Tuesday, September 29, 2015

Beer review: Vagabond Pale Ale by BrewDog

Vagabond pale ale by BrewDog
Vagabond pale ale by BrewDog
A couple of pals of mine are or know someone who has gluten intolerance or coeliac disease, which means they really have to watch what they eat and drink. So I did a bit of digging and found this gluten-free beer by BrewDog, as well as a few others, reviews of which will follow over the next couple of weeks ...

Too much good beer can be a bad thing, but only being able to drink bad beer is not good at all. And not being able to drink any beer at all, good or bad, must be murder. About 1% of the population have coeliac disease, which means their bodies can't cope with a protein found in grains such as wheat, rye and barley - used to make malt for beer - and ingesting it can cause a range of symptoms such as headaches, diarrhoea, nausea, fatigue, and in the most extreme cases, anaphylactic shock. Consequences far worse than even the most punishing hangover then.
Since the explosion in good beers, gluten intolerants and sufferers of coeliac disease have increasingly found their tastes and needs catered to. And so, due to popular demand, over the next few weeks this column will seek out, review and recommend a few good gluten-free beers, ones worth drinking even if gluten doesn't leave you in a curled up ball of pain.
First off is BrewDog's new beer, Vagabond, a 4.5% Pale Ale that was released as a prototype last year but which has now just joined the brewer's Headliners range. It's in some pretty solid company, and stands alongside mighty beers such as Punk IPA, Dead Pony Pale Ale, Five AM Red Ale, This.Is.Lager. and Brixton Porter.
First off, the aroma is a big blast of grapefruit and pineapple. Maybe some peach in there too. The Centennial and Amarillo hops smell delicious and inviting - pretty much what you'd expect a pale ale from the brewing behemoths at BrewDog.
It pours a lively deep, clear gold with a healthy froth. It looks and smells delicious, and your first sensation on taking a drink is a pleasing hop rush with heaps of bittering - tangerine, grapefruit, resin - that comes in fighting but quickly fades to leave a light-bodied finish with just enough of caramel malt character to satisfy a beer hunger. Towards the end, you're left with a savoury sensation, and a soft dose of grapefuit lingering in the sides of your mouth.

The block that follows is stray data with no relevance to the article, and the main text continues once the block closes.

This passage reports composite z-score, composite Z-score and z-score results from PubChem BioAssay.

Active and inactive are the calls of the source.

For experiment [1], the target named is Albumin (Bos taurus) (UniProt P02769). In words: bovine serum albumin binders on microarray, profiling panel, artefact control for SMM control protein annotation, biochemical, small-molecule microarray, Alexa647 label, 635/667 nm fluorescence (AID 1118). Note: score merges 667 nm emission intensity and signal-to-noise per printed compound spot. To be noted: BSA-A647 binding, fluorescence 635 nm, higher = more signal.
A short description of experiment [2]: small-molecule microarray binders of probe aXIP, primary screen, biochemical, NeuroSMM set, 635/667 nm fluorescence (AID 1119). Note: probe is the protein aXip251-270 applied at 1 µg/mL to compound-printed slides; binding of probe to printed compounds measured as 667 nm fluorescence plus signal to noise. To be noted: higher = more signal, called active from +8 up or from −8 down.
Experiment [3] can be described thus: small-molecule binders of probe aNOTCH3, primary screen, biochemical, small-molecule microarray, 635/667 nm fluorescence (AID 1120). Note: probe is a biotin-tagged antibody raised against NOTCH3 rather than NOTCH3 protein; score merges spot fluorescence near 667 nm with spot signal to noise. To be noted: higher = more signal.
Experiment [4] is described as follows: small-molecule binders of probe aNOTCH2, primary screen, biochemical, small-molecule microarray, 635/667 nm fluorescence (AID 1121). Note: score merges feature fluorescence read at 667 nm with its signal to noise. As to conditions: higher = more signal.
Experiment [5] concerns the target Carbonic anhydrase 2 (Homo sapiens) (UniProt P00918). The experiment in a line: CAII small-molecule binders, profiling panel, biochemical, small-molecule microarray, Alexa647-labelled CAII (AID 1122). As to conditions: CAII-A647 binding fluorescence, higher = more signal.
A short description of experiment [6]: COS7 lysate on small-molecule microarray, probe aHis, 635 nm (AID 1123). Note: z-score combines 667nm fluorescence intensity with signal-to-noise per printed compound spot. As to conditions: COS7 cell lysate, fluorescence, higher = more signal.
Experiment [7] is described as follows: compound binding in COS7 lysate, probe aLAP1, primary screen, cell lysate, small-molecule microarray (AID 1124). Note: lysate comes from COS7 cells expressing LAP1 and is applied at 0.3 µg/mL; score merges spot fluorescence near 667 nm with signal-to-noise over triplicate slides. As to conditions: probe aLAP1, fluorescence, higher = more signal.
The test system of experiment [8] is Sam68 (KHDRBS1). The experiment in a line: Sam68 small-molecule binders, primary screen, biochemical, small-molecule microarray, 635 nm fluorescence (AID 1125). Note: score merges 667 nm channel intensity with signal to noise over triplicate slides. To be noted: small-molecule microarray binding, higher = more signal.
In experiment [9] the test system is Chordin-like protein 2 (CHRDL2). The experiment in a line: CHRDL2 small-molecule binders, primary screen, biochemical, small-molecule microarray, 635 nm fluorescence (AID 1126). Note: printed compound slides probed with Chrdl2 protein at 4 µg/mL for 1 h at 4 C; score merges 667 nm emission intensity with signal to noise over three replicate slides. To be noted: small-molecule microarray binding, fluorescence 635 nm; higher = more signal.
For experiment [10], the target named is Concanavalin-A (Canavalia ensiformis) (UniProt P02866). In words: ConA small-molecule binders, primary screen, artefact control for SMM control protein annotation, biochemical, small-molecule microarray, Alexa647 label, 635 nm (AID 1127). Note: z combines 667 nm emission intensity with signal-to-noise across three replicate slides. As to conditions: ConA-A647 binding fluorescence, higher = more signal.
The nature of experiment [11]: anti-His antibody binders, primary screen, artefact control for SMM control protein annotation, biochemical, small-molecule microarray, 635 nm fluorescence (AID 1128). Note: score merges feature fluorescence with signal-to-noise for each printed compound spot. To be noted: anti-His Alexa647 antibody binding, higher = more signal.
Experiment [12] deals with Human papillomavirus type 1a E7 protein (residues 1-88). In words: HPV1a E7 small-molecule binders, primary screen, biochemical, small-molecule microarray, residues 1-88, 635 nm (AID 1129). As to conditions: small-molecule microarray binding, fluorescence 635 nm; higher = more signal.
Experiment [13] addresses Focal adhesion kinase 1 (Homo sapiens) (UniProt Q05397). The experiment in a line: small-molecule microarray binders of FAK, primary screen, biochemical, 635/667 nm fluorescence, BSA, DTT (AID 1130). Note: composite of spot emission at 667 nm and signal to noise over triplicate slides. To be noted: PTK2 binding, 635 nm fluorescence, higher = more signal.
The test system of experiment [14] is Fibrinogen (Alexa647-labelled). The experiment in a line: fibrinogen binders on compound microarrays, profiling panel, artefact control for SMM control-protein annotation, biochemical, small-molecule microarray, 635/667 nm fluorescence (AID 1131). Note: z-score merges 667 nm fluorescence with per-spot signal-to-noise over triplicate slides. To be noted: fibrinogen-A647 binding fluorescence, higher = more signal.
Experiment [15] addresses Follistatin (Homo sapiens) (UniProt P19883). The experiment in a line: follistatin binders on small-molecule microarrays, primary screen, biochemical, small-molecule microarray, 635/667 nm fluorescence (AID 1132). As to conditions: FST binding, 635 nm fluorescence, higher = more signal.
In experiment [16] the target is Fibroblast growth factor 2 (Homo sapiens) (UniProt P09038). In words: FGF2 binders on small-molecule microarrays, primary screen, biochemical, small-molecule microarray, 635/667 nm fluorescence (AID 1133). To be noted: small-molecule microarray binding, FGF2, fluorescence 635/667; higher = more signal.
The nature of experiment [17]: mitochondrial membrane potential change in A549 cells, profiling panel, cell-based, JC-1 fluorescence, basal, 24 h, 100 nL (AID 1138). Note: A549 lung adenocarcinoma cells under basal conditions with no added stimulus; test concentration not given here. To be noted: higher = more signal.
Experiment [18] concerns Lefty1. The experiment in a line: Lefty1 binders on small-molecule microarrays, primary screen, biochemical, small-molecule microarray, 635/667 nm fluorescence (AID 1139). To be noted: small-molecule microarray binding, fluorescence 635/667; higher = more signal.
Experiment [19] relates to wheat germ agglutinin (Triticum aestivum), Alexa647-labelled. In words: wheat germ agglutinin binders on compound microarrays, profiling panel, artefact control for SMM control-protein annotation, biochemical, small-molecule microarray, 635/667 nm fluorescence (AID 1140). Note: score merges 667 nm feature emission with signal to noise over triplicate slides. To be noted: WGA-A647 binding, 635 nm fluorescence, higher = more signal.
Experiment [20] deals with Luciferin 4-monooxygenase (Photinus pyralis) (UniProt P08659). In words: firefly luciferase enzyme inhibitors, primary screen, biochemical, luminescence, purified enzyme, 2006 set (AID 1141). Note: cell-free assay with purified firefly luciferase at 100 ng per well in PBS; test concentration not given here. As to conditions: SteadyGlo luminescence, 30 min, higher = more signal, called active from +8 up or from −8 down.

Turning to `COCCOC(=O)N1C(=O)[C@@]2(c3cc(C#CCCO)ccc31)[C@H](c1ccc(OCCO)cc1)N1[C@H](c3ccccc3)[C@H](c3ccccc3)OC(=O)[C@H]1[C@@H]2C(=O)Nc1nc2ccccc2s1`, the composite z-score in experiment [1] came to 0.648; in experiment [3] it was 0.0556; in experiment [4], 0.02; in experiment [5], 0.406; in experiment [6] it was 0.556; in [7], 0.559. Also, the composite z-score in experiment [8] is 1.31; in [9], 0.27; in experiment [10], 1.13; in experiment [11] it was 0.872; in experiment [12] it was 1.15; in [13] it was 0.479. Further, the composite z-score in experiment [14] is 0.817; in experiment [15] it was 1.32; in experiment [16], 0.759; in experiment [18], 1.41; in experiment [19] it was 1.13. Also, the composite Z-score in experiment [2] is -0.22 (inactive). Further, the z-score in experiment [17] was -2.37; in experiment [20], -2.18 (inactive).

Saturday, September 26, 2015

Beer Review: Peat Smoked Ale by Loch Lomond Brewery

It's been a while since the last review on this site, although they've been appearing weekly on The Herald newspaper's website.

Loch Lomond Brewery have gone from strength to strength since launching with just three beers in 2011. Now they've a range of about a dozen beers, as well as a glut of plaudits to hang on the walls of their Alexandria brewery. Their Southern Summit golden ale and Bravehop Amber IPA are particular favourites.
Their newest bottled beer is a special edition release of their perennial Meg's Tail, a moody, broody peaty ale available on cask every January for Burn's night.

With the name Peat Smoked Ale, there's no prizes for guessing the dominant aroma in Loch Lomond's latest beer. The peat is tarry, the smoke black, but you don't have to hunt far to find a balancing honeyed sweetness there too. It pours a clear, medium amber, while the texture is lively and cleansing.
This 5.4% beer takes you on a bit of a journey. Despite the phenolic aroma, it kicks off fairly mild with a malt base of sweet caramel biscuit. You then experience a brief sour rush before being slapped with a big peaty hit. This soon settles into a soft, dry lingering finish that maintains those medicinal notes reminiscent of an Islay malt, leaving you with a long-lasting smokey bitterness at the back of your mouth, like the reek of your clothes the morning after a night round the campfire on Machir Bay.